Tonderai Kwidini (IPS) on how the long running political crising in Zimbabwe is ruining the tobacco industry. Excerpt:
.......Since April, business has grounded to a halt at the country's three main auction floors -- Burley Marketing Zimbabwe, the Tobacco Sales Floor and the Zimbabwe Tobacco Auction Centre, all located in the capital Harare.
Some disgruntled farmers complained that they had sold their crop 21 days previously but had still not received payment despite government promises. A few farmers said they had received five billion Zimbabwean dollars, which is equivalent to only five U.S. dollars, while the remainder was deposited in their accounts or paid out in cheques. In Zimbabwe at the time of writing five billion Zimbabwean dollars was only enough to buy a five litre pack of orange juice.
‘‘What can we do with five billion Zim dollars? It all goes to settle food bills that have accumulated during the period that we have been here waiting for payment,’’ said a disgruntled farmer at the Tobacco Sales Floor.
An official at the Tobacco Sales Floor acknowledged that there was a crisis but nothing could be done until the currency crisis currently gripping the country was resolved. ‘‘It’s a problem of cash but we hope that once we start getting special cheques from our banks the payment situation will improve," said Wilson Gopoza, Tobacco Sales Floor managing director.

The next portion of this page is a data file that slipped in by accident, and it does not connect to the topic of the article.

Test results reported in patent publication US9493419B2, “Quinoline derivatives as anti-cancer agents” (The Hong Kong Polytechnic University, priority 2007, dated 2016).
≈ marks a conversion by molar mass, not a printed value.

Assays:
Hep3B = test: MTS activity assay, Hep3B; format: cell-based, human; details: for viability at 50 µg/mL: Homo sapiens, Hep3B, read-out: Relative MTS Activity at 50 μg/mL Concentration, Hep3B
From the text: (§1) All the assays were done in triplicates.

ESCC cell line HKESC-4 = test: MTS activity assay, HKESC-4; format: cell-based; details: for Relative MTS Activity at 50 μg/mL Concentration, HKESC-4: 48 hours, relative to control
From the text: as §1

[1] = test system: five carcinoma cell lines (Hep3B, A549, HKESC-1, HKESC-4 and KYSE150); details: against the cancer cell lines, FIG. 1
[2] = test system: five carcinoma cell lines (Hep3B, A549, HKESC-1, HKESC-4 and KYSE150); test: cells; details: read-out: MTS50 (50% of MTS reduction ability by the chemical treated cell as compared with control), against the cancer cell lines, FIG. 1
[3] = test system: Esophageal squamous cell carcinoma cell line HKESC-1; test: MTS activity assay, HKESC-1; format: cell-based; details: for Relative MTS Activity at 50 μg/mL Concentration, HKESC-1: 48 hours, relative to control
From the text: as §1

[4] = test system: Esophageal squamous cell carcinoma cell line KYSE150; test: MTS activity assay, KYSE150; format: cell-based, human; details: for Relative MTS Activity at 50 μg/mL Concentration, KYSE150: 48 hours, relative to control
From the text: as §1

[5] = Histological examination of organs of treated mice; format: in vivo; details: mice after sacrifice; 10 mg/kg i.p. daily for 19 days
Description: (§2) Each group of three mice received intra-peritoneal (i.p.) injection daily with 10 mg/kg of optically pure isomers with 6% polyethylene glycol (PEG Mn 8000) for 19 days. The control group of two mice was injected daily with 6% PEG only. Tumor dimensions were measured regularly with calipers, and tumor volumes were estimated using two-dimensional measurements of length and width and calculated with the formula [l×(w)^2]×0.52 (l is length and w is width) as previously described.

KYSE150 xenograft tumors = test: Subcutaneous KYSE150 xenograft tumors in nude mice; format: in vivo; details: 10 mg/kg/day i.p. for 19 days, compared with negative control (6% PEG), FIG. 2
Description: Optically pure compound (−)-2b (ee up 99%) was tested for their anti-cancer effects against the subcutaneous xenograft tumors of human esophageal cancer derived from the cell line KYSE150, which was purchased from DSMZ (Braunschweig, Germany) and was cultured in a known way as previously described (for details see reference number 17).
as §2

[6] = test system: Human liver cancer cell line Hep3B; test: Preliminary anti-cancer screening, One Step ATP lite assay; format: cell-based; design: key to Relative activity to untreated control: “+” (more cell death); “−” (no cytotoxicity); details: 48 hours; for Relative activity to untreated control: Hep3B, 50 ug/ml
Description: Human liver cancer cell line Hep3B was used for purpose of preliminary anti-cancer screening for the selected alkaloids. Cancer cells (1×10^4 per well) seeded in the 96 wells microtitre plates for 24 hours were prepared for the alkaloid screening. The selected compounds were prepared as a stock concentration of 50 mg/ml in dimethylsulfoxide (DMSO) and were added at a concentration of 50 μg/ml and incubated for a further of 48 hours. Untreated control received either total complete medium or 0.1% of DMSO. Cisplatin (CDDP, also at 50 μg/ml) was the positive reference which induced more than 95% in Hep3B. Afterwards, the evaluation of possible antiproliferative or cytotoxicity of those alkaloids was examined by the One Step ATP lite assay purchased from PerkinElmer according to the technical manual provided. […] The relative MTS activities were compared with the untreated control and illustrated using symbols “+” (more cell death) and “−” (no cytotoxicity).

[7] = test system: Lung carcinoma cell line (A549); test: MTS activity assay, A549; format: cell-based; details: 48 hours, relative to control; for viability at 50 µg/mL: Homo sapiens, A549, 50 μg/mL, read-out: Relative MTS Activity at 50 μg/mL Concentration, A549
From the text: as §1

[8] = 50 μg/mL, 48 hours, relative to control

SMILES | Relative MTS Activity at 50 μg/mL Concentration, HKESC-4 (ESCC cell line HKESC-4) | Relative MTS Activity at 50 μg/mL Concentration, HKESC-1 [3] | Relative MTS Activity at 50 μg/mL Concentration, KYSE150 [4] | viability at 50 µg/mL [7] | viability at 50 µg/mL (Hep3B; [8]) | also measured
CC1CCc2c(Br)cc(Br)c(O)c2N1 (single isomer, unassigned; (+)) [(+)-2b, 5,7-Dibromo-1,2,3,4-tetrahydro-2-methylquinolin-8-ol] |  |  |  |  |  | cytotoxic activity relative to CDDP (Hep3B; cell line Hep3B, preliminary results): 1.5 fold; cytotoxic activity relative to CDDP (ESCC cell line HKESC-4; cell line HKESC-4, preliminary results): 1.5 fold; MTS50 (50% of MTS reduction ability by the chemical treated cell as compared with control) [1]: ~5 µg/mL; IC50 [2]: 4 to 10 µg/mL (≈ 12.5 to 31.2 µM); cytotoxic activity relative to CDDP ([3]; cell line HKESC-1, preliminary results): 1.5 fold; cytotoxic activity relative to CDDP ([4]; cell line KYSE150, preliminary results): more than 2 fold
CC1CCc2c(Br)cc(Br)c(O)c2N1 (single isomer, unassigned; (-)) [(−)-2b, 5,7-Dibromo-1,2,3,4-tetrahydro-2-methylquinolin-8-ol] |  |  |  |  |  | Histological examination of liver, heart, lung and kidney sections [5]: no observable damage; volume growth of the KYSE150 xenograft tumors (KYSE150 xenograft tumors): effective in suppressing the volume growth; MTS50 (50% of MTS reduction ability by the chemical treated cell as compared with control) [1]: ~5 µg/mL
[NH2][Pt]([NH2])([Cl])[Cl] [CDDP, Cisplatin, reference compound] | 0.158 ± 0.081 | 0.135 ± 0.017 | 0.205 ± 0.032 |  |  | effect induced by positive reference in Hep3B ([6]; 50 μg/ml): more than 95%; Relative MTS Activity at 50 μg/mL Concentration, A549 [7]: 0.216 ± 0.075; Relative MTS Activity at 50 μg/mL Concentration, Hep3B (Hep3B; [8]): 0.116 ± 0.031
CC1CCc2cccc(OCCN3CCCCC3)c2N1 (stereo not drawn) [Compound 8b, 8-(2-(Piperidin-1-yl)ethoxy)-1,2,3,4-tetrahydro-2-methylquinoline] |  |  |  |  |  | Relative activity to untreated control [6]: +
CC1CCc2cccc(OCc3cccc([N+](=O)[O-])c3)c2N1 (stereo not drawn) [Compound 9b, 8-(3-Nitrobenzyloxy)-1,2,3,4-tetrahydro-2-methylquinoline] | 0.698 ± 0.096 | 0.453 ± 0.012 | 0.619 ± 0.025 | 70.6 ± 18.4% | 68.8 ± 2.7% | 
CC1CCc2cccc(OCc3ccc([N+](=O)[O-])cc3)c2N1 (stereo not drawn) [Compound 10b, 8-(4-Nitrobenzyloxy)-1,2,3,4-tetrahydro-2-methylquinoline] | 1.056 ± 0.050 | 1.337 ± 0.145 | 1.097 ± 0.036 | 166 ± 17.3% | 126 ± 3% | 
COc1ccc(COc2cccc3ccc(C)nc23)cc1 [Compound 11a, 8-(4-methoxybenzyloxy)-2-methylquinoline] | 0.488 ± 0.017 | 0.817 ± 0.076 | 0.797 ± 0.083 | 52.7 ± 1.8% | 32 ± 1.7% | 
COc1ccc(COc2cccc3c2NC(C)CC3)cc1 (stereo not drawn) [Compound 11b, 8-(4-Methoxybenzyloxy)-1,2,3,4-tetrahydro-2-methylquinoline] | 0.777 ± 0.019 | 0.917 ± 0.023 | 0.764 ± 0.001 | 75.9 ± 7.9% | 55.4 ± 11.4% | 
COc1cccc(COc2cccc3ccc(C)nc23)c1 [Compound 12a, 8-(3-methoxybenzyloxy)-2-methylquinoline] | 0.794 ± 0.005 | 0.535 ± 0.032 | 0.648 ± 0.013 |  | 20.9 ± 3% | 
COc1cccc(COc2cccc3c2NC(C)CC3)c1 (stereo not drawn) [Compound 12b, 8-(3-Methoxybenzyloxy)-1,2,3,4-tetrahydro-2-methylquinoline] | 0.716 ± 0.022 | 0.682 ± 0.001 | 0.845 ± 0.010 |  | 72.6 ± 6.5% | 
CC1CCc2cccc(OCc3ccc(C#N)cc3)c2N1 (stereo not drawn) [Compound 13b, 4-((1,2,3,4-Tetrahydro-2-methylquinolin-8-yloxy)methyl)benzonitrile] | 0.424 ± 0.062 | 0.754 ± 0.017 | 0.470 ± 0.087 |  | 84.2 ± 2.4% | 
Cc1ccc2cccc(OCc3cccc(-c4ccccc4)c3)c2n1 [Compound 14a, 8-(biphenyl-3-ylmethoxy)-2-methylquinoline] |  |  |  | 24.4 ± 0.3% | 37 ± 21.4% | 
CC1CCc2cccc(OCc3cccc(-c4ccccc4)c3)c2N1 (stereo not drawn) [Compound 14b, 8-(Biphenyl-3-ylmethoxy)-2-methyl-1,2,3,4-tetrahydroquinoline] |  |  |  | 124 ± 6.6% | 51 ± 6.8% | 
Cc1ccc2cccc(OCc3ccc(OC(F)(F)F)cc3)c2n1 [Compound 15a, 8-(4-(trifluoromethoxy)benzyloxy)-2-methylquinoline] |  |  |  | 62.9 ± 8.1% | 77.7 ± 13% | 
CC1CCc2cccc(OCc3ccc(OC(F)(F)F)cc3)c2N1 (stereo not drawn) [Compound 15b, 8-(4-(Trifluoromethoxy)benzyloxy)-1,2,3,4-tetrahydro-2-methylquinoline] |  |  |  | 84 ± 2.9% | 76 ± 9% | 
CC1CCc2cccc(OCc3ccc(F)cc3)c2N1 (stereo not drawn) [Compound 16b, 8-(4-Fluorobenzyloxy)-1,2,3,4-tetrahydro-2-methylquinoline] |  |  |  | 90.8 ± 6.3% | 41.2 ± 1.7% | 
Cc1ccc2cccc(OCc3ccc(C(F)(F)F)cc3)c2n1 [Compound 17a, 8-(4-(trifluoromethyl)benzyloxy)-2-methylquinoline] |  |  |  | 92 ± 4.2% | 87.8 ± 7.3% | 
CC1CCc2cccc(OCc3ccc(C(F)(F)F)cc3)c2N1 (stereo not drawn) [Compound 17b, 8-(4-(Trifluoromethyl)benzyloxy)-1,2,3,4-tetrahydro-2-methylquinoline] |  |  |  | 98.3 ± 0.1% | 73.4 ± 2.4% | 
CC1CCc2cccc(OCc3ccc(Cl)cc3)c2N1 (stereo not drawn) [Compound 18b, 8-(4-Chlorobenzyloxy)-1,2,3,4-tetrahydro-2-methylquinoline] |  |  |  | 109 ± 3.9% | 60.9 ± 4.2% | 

The ‘‘special cheques’’ come in the form of promissory cheques that can be used as money. These were introduced by the Reserve Bank of Zimbabwe in May in a desperate bid to solve the cash crisis in the country's banking system and to make trading easier. Before the introduction of these cheques farmers were forced to liquidate their cheques through illegal cash dealers. They were being charged a commission of up to 70 percent, a situation which ended up diverting money from the farmers to the cash dealers.
‘‘These disruptions cost farmers a lot of money. Why can’t the government just put its house in order and set prices well in advance so that we don’t have to pay for storage facilities in Harare while we await the resolution of price issues,’’ asked a tobacco farmer from Headlands, about 50 km northwest of Harare. ..